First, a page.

Despite the fact that it experienced record capital outflows in 2008, South Korea has no plans to halt record purchases of its bonds by foreign investors, and will also sell 30-year bonds that are aimed at investors from outside the country.
Bloomberg reported Sunday that, according to the Financial Supervisory Service, a record 88.5 trillion won ($78 billion) in South Korean bonds were held in March after the figure was boosted by investor funds from outside the country. In addition, the government had announced in January plans by its finance ministry to sell 30-year bonds beginning in September. It hopes to raise 400 billion won each month through those sales.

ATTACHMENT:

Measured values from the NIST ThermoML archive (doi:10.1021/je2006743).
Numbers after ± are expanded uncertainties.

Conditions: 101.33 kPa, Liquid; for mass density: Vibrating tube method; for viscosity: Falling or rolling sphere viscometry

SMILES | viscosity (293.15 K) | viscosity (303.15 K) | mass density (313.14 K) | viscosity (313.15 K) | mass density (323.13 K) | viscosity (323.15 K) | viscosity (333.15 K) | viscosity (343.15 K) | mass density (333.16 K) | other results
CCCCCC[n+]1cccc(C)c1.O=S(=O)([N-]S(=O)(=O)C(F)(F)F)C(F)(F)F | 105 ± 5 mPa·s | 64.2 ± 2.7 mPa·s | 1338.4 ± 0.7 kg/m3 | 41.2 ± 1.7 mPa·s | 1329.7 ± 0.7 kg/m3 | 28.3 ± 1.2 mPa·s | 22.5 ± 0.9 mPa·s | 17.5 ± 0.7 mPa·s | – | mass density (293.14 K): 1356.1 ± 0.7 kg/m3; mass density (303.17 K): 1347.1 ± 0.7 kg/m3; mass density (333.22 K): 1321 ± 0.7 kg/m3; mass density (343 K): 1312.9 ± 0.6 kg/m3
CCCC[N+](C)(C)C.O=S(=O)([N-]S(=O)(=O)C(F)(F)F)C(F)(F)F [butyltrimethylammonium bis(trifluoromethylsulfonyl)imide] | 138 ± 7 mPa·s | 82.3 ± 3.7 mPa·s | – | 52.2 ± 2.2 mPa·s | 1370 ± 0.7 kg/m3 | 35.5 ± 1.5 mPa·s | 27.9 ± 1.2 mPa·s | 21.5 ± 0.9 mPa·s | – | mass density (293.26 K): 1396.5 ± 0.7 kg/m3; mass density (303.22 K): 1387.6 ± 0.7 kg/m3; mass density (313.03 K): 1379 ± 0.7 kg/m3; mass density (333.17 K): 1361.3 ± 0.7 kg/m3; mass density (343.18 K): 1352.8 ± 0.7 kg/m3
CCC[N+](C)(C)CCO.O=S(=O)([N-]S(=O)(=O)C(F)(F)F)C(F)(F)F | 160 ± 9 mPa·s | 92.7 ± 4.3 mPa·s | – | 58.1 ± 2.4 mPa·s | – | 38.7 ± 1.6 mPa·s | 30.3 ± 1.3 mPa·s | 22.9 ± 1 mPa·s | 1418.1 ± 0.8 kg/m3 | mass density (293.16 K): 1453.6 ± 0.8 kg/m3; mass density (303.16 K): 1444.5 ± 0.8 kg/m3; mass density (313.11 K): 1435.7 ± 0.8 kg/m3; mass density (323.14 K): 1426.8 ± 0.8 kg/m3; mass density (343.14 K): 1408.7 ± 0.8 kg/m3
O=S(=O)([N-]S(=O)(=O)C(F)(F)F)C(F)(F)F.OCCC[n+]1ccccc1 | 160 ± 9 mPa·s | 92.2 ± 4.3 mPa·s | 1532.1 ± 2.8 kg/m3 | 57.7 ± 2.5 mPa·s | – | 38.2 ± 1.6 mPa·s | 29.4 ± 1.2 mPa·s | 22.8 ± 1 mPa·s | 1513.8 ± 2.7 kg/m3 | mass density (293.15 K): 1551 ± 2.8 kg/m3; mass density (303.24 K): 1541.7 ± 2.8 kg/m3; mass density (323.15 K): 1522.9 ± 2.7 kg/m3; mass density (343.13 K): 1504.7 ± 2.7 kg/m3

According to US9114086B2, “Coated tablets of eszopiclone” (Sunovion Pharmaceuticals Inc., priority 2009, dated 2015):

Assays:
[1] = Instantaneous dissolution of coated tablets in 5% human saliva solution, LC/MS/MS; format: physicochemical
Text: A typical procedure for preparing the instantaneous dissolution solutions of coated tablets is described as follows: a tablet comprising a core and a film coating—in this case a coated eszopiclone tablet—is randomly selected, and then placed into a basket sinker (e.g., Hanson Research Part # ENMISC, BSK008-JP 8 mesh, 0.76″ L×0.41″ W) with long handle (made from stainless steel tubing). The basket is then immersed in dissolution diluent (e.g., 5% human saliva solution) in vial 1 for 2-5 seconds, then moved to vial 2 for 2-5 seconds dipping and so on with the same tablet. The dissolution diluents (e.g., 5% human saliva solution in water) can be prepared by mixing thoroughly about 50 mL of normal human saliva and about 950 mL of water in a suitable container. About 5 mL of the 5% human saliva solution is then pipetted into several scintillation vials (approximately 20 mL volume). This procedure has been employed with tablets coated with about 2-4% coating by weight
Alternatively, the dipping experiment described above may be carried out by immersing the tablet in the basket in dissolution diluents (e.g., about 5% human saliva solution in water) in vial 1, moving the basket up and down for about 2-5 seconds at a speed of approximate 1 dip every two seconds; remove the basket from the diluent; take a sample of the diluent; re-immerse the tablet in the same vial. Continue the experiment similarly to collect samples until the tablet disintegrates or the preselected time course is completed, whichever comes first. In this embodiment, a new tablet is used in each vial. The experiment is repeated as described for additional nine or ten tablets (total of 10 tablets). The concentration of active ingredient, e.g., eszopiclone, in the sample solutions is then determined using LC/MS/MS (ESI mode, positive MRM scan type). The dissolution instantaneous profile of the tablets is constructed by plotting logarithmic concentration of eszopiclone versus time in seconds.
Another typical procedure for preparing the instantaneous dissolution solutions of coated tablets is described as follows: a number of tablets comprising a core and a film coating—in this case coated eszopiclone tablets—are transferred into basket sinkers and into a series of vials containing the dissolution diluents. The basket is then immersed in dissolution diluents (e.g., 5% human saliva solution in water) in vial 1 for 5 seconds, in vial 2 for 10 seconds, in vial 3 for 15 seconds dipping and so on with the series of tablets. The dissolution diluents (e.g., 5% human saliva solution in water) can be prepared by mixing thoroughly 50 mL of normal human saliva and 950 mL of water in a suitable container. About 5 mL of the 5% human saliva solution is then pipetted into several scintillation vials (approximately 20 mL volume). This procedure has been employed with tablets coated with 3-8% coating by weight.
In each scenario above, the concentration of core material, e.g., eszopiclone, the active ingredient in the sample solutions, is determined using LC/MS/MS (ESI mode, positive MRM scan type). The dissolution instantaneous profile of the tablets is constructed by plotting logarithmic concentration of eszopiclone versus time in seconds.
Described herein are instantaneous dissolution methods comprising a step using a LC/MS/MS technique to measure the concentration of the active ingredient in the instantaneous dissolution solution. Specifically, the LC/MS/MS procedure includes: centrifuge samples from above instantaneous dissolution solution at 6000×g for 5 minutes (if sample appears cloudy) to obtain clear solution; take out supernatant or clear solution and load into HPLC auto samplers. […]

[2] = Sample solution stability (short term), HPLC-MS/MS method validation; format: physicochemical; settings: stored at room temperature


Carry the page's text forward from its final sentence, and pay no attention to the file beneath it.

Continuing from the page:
Shin Hyung Chul, director general of the treasury bureau at the Ministry of Strategy and Finance, said in the report that the foreign investment level was “manageable” and the country does not plan to restrict it. In fact, the government intends to “gradually increase” the issuance of securities that take ten years or more to mature so that it can stabilize its fundraising.